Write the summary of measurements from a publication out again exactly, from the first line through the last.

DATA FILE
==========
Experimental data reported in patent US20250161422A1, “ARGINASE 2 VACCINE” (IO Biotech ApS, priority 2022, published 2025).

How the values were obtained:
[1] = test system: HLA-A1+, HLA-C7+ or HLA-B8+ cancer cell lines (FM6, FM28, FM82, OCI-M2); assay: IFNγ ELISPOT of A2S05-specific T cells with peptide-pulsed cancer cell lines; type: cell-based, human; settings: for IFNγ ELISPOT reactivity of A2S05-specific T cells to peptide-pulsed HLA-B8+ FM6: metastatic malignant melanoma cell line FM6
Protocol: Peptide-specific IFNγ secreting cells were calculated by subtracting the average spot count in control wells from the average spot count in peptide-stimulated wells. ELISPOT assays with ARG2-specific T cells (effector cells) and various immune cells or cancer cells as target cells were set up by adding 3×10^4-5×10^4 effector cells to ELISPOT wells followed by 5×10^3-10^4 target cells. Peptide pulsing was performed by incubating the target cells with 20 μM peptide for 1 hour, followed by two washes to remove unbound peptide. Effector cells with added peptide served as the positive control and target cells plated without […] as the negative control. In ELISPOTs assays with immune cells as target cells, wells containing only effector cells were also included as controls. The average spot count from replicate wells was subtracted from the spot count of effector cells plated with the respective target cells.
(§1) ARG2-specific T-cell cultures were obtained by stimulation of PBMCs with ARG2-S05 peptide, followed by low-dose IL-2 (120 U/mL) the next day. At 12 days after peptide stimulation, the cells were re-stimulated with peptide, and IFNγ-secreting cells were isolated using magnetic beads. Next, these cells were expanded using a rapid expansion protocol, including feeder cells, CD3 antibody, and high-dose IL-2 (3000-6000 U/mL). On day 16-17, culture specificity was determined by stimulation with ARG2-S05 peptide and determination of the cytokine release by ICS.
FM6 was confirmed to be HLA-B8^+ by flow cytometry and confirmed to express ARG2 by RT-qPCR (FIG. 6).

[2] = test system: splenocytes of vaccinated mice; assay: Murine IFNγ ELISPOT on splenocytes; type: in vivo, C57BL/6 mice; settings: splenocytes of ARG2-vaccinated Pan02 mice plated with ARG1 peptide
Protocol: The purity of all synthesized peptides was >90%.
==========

Experimental data reported in patent US20250161422A1, “ARGINASE 2 VACCINE” (IO Biotech ApS, priority 2022, published 2025).

How the values were obtained:
[1] = test system: HLA-A1+, HLA-C7+ or HLA-B8+ cancer cell lines (FM6, FM28, FM82, OCI-M2); assay: IFNγ ELISPOT of A2S05-specific T cells with peptide-pulsed cancer cell lines; type: cell-based, human; settings: for IFNγ ELISPOT reactivity of A2S05-specific T cells to peptide-pulsed HLA-B8+ FM6: metastatic malignant melanoma cell line FM6
Protocol: Peptide-specific IFNγ secreting cells were calculated by subtracting the average spot count in control wells from the average spot count in peptide-stimulated wells. ELISPOT assays with ARG2-specific T cells (effector cells) and various immune cells or cancer cells as target cells were set up by adding 3×10^4-5×10^4 effector cells to ELISPOT wells followed by 5×10^3-10^4 target cells. Peptide pulsing was performed by incubating the target cells with 20 μM peptide for 1 hour, followed by two washes to remove unbound peptide. Effector cells with added peptide served as the positive control and target cells plated without […] as the negative control. In ELISPOTs assays with immune cells as target cells, wells containing only effector cells were also included as controls. The average spot count from replicate wells was subtracted from the spot count of effector cells plated with the respective target cells.
(§1) ARG2-specific T-cell cultures were obtained by stimulation of PBMCs with ARG2-S05 peptide, followed by low-dose IL-2 (120 U/mL) the next day. At 12 days after peptide stimulation, the cells were re-stimulated with peptide, and IFNγ-secreting cells were isolated using magnetic beads. Next, these cells were expanded using a rapid expansion protocol, including feeder cells, CD3 antibody, and high-dose IL-2 (3000-6000 U/mL). On day 16-17, culture specificity was determined by stimulation with ARG2-S05 peptide and determination of the cytokine release by ICS.
FM6 was confirmed to be HLA-B8^+ by flow cytometry and confirmed to express ARG2 by RT-qPCR (FIG. 6).

[2] = test system: splenocytes of vaccinated mice; assay: Murine IFNγ ELISPOT on splenocytes; type: in vivo, C57BL/6 mice; settings: splenocytes of ARG2-vaccinated Pan02 mice plated with ARG1 peptide
Protocol: The purity of all synthesized peptides was >90%.